-- Posted 21 February, 2006 | | Source: SilverSeek.com
The biggest advantage of being an independent analyst is not having to worry about disturbing relationships which donít exist. If I see something that I think is dumb, I can say it is dumb. Of course, that doesnít mean my opinion canít be wrong, just that Iím relatively free of conflict to reach that opinion.
I started writing on the Internet, almost ten years ago, about a financial practice, precious metals leasing and forward selling, that I labeled as being as dumb as dirt. In addition to being dumb, the practice, which involved the dumping of huge quantities of physical gold and silver on the market under the guise of legitimate hedging, was also manipulative to prices. http://www.butlerresearch.com/dumb_and_dumber.html
With the benefit of hindsight, it is easy to see that the practice had a pronounced influence on the price of gold and silver, first pushing prices to historic low points and then allowing prices to rise when the dumping stopped. The practice was as manipulative as it gets.
What made this leasing/forward selling so dumb? Well, in the case of the mining companies which participated, like Barrick Gold, Placer Dome and AngloGold, in addition to initially lowering the price of what they produced, it left them in the position of being liable for potentially hundreds of millions, if not billions, of dollars in losses if the price of gold rose high enough. Which is precisely what happened.
Generating a loss isnít necessarily dumb, but if you are given clear warning on how to avoid such losses and still persist in the folly, that is pretty dumb. To this day, billions of dollars of open losses from these stupid forward sales still haunt these companies. The managements responsible for loss of shareholder wealth should be drawn and quartered.
I genuinely believed that the rocket scientists on Wall Street had hit the peak of stupidity when they concocted precious metals leasing/forward selling. I have come to realize that I was wrong. Theyíve actually come up with something dumber.
I have tried to remain somewhat neutral on the pending Silver ETF proposed by Barclays and awaiting approval by the SEC. I look forward to seeing the matter resolved, approval or rejection. Either outcome will confirm much of what I have written about silver. While a couple of my articles were listed on the SEC web site, I did not submit them nor request they be submitted. I wanted to stay out of the fray. Now that the comment period is over and the SEC is no longer soliciting comments, Iíd like to get something off my chest.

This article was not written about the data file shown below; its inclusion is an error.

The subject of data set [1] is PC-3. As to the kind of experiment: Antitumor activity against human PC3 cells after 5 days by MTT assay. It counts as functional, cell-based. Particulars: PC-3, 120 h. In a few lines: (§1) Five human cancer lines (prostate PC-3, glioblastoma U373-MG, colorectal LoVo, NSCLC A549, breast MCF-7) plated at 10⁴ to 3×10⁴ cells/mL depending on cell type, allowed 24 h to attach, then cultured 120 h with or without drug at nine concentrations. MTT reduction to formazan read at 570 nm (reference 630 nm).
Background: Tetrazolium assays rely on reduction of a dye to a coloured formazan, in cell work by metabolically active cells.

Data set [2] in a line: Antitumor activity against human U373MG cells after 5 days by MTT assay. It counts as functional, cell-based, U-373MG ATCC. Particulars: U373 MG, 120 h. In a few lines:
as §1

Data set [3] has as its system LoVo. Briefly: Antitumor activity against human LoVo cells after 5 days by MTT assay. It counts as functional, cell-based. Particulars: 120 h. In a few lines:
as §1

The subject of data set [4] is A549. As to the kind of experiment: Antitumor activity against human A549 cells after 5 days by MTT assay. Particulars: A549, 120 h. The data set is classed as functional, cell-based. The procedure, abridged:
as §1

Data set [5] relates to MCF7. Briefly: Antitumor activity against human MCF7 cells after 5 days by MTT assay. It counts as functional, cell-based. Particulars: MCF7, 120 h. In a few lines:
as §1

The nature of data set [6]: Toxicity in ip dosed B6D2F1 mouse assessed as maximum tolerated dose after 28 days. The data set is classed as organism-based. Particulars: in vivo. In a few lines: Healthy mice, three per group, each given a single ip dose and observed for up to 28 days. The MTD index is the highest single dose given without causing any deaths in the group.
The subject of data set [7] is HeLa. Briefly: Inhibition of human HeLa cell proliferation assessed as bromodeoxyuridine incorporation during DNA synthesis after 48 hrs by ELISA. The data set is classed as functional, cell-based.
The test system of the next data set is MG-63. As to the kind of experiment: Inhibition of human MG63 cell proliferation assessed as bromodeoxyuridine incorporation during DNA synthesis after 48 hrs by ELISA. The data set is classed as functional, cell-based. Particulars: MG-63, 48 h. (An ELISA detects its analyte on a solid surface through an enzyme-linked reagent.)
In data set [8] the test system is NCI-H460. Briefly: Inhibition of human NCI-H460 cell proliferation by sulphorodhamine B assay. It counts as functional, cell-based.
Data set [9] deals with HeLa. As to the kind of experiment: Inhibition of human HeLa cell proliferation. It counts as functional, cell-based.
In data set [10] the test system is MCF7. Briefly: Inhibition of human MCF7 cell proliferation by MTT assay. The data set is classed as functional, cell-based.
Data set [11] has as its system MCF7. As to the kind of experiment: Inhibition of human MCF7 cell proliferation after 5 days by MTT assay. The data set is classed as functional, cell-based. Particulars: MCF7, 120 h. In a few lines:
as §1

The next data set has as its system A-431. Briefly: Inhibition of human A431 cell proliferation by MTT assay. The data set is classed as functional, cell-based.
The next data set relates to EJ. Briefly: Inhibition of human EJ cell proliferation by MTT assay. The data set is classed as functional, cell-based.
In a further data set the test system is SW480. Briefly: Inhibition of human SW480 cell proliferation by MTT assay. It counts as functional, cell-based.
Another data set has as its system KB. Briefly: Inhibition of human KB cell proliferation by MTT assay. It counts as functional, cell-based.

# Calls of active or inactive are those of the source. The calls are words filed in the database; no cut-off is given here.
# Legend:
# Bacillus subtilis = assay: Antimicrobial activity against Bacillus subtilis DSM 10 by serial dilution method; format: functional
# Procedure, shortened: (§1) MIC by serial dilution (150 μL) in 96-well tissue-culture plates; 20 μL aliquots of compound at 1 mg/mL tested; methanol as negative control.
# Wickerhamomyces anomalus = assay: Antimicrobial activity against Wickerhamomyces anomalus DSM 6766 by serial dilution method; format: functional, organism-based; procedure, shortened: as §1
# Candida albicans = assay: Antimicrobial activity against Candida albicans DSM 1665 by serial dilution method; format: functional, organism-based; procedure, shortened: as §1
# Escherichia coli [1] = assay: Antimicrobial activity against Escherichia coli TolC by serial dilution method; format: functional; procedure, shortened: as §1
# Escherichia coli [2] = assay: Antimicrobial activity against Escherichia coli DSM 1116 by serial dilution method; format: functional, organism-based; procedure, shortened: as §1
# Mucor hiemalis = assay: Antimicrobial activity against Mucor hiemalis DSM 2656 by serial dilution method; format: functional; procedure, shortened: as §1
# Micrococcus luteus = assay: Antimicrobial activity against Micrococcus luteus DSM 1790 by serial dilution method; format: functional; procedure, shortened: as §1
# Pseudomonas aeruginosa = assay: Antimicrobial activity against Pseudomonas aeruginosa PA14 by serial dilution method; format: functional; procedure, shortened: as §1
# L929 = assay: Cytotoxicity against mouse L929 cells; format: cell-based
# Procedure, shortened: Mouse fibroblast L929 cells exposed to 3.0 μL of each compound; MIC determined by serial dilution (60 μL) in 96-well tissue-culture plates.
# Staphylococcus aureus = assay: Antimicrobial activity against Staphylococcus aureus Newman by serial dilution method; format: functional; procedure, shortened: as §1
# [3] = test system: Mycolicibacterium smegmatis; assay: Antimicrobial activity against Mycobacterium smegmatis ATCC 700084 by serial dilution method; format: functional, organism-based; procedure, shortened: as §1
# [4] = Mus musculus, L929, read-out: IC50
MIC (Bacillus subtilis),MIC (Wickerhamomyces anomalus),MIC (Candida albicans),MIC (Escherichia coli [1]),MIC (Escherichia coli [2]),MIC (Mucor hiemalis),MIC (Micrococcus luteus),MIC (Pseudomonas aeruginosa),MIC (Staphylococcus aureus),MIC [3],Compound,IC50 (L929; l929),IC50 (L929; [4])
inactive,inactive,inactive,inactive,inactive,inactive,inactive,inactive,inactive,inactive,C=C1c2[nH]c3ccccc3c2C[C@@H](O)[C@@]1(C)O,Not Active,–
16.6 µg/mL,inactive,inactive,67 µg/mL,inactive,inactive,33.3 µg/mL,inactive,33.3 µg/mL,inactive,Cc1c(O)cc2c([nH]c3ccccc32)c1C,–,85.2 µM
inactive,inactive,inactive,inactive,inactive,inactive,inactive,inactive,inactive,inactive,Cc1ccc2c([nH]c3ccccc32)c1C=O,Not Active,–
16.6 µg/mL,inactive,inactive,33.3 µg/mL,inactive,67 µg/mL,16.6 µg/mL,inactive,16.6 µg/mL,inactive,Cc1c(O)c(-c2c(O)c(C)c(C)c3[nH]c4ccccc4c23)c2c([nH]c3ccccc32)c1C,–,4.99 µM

This proposed silver ETF, as well as any ETF on any commodity, is as dumb as a bag of rocks. Sure, it will make the price explode, and precisely for that aspect virtually all silver investors, including me, look upon it favorably. Suddenly take away a big chunk of any commodityís supply and there will be a big impact on price. Thatís elementary. But there is more to the story than that.
An analyst is supposed to judge and evaluate something objectively, to consider all the facts and circumstances. If he sees something wrong, he should say so. Analysis is not a popularity contest. I see something very wrong with commodity ETFs. I donít think they have been properly evaluated.
My main objection with commodity ETFs is that, in addition to artificially altering supply and demand, they turn legitimate commodity law and regulation on its head. The main thrust of commodity law is to prevent concentrated speculative buying and selling from artificially influencing prices. This primary premise and intent of commodity law is obliterated by the concentrated buying (and selling someday) that a commodity ETF insures. Itís as if someone sat down and devised an idea that would upend all the safeguards and regulations against manipulation that have taken many decades to develop. Think Iím kidding? Please hear me out.